26 August 2015

Animal noises from around the world: woof!

By nonfictioness

The noise made by man’s best friend is the subject of this week’s tour round the animal noises of the world:


"Terrier mixed-breed dog" by Chris Barber - Flickr. Licensed under CC BY 2.0 via Wikimedia Commons - https://commons.wikimedia.org/wiki/File:Terrier_mixed-breed_dog.jpg#/media/File:Terrier_mixed-breed_dog.jpg

A dog

To imitate the barking noise of a dog most modern English children would use ‘woof woof’ a sound which first emerged in the early nineteenth century. It is not unusual for ‘arf arf’, ‘ruff ruff’ or, when describing a small dog, ‘yap yap’ to be used, however ‘woof, woof’ appears to be the most prevalent in modern children’s literature. Pre-nineteenth century ‘bow-wow’ was much more widely used. ‘Bow-wow’ was first recorded in the 1570s and a nursery rhyme from The Real Mother Goose published in 1916 indicates the common usage of bow-wow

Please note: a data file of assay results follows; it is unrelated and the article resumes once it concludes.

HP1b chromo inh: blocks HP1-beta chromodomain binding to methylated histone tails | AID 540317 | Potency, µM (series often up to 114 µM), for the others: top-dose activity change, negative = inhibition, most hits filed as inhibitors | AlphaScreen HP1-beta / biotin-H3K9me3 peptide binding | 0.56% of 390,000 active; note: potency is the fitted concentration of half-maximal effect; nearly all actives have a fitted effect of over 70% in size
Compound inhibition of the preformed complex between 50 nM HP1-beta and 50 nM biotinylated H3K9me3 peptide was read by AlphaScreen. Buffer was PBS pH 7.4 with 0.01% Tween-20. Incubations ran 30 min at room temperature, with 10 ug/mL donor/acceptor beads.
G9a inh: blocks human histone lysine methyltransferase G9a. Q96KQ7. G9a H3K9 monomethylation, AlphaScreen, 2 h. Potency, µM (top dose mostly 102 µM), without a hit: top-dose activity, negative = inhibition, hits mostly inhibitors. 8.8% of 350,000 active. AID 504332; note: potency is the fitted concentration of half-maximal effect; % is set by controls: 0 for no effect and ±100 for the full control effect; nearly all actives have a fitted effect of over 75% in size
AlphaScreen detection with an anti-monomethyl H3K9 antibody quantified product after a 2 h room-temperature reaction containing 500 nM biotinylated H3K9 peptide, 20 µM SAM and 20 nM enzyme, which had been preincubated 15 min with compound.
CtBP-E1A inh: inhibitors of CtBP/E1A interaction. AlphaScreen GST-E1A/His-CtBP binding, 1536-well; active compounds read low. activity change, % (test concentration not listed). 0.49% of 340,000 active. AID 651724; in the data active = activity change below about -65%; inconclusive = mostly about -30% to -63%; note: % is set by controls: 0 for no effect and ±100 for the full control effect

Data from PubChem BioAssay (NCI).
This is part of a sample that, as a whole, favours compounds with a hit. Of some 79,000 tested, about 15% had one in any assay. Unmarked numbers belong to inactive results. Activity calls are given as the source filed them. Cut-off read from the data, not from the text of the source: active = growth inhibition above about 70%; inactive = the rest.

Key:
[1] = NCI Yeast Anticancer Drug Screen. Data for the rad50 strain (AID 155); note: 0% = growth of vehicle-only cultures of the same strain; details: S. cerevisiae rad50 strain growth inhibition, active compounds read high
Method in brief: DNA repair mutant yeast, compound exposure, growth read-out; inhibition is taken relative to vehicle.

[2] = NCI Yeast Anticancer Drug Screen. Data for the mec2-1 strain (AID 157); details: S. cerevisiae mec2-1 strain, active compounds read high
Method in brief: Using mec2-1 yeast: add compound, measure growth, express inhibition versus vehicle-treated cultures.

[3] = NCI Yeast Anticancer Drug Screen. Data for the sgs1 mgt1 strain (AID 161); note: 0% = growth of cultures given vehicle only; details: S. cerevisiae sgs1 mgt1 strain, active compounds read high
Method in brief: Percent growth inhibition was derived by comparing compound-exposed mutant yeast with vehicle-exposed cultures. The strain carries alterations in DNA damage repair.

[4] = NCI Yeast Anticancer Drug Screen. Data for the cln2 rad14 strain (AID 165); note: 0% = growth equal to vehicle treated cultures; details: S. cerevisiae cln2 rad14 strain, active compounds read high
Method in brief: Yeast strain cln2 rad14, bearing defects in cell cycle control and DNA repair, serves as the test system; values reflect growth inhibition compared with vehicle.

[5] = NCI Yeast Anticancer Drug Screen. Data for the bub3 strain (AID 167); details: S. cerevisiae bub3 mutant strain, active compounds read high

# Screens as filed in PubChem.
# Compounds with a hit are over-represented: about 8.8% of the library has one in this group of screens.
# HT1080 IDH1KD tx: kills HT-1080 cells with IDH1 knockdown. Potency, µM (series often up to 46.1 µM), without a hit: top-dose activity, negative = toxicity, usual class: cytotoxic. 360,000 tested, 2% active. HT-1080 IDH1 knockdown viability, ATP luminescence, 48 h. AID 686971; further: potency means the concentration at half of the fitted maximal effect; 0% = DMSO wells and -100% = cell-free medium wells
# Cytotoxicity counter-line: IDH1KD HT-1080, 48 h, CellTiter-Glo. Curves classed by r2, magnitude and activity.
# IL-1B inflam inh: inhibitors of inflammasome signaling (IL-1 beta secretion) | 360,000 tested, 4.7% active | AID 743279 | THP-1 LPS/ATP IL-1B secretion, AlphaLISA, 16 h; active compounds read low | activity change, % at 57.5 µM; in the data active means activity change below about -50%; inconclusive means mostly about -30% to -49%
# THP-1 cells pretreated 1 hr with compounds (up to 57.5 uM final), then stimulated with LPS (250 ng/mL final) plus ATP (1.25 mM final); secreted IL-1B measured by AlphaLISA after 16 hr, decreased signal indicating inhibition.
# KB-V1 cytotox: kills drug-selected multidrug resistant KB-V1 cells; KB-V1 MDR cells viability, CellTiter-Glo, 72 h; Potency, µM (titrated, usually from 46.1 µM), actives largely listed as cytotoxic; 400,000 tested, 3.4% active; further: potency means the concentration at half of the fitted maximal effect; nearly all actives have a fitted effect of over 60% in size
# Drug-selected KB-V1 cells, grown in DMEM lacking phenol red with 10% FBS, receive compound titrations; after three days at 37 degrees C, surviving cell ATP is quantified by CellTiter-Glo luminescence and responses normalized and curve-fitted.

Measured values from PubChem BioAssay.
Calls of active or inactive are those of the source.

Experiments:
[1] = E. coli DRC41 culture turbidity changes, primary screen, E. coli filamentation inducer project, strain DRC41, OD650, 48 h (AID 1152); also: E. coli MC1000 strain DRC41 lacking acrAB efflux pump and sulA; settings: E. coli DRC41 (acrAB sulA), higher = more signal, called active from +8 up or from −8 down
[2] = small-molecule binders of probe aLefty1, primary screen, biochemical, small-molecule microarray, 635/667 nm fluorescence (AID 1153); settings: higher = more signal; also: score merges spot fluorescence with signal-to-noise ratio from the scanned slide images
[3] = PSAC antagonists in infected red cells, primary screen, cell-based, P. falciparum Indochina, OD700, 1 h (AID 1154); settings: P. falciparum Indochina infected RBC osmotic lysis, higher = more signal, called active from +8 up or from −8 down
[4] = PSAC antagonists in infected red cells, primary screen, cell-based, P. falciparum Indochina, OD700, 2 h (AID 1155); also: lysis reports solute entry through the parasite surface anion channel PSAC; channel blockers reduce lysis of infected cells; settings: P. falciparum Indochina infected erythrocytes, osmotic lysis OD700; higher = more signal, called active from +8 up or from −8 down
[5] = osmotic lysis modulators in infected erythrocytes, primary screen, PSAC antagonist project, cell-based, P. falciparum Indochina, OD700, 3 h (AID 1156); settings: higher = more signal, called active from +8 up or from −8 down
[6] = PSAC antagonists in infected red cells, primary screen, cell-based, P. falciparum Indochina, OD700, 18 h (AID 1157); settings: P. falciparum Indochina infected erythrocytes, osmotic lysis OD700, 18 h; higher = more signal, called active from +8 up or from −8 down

Who’s dog art thou?

Little Tom Tinker’s dog,


Yet today most English children’s books and comics now use ‘woof woof’ – for example in Enid Blyton’s classic ‘Five on a Treasure Island’ (1942), Timmy the dog frequently utters a ‘woof’.

In French, they use ‘wouah wouah’ and this has been the case since at least the 1930s when Tintin’s faithful canine companion Snowy was often found barking at baddies or indicating a clue in this fashion. Similarly the Dutch use ‘woef’ or ‘waf’, the Spanishwou wou’ and the German’s ‘wuuf’. The Scandinavian languages use a ‘v’ sound instead of the ‘w’ thus a Danish dog says ‘vov’ and in Swedish it is ‘voff’. Croatian also uses a ‘v’ sound, employing ‘vau vau’, which in turn is similar to the Italianbau bau’.

Interestingly the Greeks and Russians agree that a dog barks ‘gav gav’, whereas in Turkey they opt for the similar ‘hav hav’. In Japan a dog says ‘wan wan’ and in Mandarinwang wang’, whereas the Korean’s opt for the very different ‘meong meong’ and in Thai they use ‘hong hong’.

It is interesting to note that only Italian (bau bau’) uses a sound like ‘bow-wow’, which was more commonly used in pre-nineteenth century England. It is possible that like in English the modern dog sound has changed in other languages too and perhaps become more generic as characters such as Snowy became known around the world. A ‘woof woof’ type sound is the most widespread dog sound yet, as discussed above, alternatives persist.

What noise do you use for a dog? Please leave a comment!